Liar, Liar, Pants on Fire

The first time my kid lied to me was when she was three. I mean, intentionally-knew-what-she-was-doing lied. I was a bit shocked. So shocked, that my jaw dropped and I had to do that nervous WTF?! laugh that I do when I am in utter shock.

It was so disappointing to me that she lied to try to get her way on something. She was using her manipulating skills in full force that morning and the cherry on top was the lie. I’m not sure why I was so shocked since I was a chronic liar when I was a small child. She is 50% me, after all.

I still distinctly remember my dad saying to some relatives that I lied so much, he wasn’t sure what to believe and could not tell what was made up anymore. In my defense, most of the time they weren’t lies in my head – they were usually embellished versions of the truth. I mean, I enjoyed making up stories and making the truth a little more colorful so that it could be a bit more entertaining, shocking, or fun! Nothing wrong with that kind of creativity, right?

My first memory of lying was when I somehow finagled $5 from one of my classmates in second grade. I don’t really remember how I convinced them or why I even got the money, but when I came home with money in my pocket and my parents wondered where it came from, I lied. My parents had a hard time believe that a second grader would’ve just handed me $5 for no reason at all. They were right.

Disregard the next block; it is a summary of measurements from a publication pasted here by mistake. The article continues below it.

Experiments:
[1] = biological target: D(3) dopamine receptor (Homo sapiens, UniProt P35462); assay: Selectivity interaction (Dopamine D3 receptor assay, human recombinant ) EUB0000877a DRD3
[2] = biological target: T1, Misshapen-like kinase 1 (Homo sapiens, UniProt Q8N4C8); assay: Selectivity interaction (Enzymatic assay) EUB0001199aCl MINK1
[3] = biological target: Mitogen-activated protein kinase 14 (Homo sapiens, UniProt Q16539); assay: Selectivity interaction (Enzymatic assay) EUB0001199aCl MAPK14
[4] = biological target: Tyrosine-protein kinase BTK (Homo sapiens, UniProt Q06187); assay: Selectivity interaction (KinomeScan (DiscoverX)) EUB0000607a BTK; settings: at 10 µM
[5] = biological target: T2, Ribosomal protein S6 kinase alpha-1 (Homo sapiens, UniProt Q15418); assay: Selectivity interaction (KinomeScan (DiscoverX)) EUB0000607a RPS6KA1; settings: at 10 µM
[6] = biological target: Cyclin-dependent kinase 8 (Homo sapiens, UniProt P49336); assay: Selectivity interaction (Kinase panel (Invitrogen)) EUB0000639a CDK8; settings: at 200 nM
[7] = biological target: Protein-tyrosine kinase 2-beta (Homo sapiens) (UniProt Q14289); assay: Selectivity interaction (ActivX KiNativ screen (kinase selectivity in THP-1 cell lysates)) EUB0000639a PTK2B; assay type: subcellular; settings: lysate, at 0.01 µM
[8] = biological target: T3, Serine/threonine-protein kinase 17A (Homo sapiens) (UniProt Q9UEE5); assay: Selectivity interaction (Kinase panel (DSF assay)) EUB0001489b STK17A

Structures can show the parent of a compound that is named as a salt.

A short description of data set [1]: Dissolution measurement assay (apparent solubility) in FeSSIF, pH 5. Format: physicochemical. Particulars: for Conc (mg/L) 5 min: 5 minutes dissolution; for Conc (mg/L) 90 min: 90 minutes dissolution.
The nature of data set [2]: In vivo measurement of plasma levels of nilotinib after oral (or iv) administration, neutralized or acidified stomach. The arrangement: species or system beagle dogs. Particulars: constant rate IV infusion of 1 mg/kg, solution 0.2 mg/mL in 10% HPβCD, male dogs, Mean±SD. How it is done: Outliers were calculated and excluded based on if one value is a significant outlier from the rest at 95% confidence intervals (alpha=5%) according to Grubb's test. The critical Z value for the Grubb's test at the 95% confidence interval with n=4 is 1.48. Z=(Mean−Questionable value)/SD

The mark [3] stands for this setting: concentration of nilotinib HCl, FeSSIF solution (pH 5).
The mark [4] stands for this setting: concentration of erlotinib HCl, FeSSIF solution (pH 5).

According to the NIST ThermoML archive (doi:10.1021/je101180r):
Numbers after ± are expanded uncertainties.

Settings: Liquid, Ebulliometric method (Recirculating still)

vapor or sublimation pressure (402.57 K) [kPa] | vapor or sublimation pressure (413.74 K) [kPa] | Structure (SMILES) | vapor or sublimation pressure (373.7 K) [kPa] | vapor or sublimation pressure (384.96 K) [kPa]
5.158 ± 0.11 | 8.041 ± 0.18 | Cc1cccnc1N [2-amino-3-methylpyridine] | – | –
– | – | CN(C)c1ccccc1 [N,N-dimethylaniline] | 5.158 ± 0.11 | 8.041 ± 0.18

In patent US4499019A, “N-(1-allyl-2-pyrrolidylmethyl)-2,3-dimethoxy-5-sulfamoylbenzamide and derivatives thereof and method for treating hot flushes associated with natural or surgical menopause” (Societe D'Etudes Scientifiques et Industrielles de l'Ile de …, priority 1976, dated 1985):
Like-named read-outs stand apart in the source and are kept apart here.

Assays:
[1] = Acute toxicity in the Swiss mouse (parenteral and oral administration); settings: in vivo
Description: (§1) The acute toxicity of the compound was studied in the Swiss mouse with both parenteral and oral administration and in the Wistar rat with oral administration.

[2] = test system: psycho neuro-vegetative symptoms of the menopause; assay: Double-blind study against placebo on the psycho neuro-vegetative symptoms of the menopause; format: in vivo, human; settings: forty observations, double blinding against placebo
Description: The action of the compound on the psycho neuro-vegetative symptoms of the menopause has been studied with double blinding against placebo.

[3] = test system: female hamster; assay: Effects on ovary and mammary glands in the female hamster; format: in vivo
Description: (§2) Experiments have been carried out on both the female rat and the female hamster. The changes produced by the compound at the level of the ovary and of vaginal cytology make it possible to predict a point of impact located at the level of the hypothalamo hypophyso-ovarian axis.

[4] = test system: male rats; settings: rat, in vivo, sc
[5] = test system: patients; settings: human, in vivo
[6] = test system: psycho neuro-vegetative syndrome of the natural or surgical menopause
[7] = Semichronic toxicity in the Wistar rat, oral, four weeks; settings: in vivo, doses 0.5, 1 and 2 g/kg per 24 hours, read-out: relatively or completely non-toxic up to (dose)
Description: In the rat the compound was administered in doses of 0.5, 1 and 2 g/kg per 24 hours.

Fortunately (for my parents), I grew out of this lying phase in elementary school. After that, I was a terrible liar. I somehow lost all my ability to lie – my parents could see immediately if I was not telling the truth. It also wasn’t just my parents, but anyone – teachers, friends, people on the street. Oh well, so much for my career in lying.

I think it was a disappointment to me because I actually value truth telling a lot and because I am afraid that my daughter will someday lie to me about something big and scary. I want her to feel that she can tell us anything – no matter what.

After her lie, we had a discussion about why it was important to tell the truth – especially to us. It was also a great reminder to me of why it’s important to be a united front when you co-parent. Oh, and she got her 3 minute time-out.

Do you remember when your kid first lied to you? Do you remember the first lie you ever told?

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